[time-nuts] Time offset
fortime at bellsouth.net
Wed Mar 18 21:01:32 EDT 2009
----- Original Message -----
From: "Magnus Danielson" <magnus at rubidium.dyndns.org>
To: "Discussion of precise time and frequency measurement"
<time-nuts at febo.com>
Sent: Wednesday, March 18, 2009 7:20 PM
Subject: Re: [time-nuts] Time offset
> phil skrev:
>> The most comprehensive collection of time offset data and reference to
>> countries latest laws might be found at:
> As far as I can see, it works under assumption that GMT = UTC. Thus, it
> fails on my lackmus test of GMT+1h for Denmark.
> While it is a great resource, if fails this fine distinction that I was
> asking about.
On that same page was a link to an older archive, tzarchive.gz
You will find references to actual laws and links imbedded in that for
various countries. Your assumption that that GMT = UTC I would say is true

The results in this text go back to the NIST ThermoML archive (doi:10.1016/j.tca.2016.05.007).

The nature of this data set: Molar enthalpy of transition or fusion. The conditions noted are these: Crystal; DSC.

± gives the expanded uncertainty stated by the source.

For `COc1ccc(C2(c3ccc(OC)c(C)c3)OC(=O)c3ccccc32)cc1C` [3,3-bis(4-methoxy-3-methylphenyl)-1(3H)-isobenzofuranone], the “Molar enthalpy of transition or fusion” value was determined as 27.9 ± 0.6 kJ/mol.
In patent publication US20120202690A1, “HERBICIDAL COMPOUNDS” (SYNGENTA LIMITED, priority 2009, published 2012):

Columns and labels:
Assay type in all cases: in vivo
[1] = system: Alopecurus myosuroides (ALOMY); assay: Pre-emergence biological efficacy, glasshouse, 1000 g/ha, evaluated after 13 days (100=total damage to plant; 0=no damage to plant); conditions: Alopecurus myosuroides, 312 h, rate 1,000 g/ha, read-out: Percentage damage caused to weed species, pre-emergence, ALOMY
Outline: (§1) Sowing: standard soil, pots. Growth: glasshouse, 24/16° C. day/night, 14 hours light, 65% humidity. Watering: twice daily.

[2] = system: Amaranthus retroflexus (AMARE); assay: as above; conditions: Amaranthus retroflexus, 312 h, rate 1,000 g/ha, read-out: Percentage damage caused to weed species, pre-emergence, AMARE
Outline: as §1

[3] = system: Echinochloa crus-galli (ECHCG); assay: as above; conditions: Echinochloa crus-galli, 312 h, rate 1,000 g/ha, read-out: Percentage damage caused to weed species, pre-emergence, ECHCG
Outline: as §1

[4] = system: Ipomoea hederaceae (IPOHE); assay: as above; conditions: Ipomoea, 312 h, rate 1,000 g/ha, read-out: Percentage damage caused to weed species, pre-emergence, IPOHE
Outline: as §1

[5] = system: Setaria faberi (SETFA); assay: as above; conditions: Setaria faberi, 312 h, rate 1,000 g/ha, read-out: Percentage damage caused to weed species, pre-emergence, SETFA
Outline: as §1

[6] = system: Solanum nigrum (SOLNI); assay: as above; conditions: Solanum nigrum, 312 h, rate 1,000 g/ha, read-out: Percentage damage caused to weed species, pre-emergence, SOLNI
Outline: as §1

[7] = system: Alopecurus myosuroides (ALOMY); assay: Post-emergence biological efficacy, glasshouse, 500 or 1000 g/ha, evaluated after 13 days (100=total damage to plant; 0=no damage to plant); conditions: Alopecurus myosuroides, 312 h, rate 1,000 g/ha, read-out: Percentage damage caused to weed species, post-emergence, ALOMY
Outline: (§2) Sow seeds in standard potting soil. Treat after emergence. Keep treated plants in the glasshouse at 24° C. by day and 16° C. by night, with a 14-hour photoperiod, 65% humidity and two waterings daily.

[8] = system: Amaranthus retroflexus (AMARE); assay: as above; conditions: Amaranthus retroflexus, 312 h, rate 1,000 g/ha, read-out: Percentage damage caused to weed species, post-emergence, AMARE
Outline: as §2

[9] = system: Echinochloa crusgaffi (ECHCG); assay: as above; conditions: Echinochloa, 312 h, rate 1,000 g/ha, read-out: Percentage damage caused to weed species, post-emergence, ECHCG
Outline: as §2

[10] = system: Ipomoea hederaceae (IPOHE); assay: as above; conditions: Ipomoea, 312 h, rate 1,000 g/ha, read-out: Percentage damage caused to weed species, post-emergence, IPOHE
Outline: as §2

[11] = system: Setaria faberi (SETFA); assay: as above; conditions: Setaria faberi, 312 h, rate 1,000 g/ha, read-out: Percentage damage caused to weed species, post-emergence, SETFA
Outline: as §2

from 1970 on.
GMT was the first internationally accepted international/global standard
with various "legally" defined offsets. It was only after the advent of the
cesium and the gps system that UTC became the standard, again with the legal
offsets. Most older law, pre 1970 I've seen references to gmt, but when laws
are appended for example saving time, reference is often or sometimes made
to utc, though the old legal definition may still reference gmt.
Perhaps most lawmakers accept them (gmt, utc) to be the same with their
local/regional offsets now that you can get standardized utc off satellites
Other than the "flying clock" how else can all countries of the world
synchronize their time? I think a lot of small countries have a single
cesium, if that, tied to gps and vend their countries "official" time based
on that. In that case they are based on UTC regardless of the wording of
their prior law.
I know in North Carolina, USA a law was still on the books a few years ago
that it was illegal to look at your wife naked. Law is often slow to catch
up with society and technology. The various countries definitions of time
referencing GMT may too be laws that have not come into the twentieth
century though utc (with offsets) is now the accepted standard.
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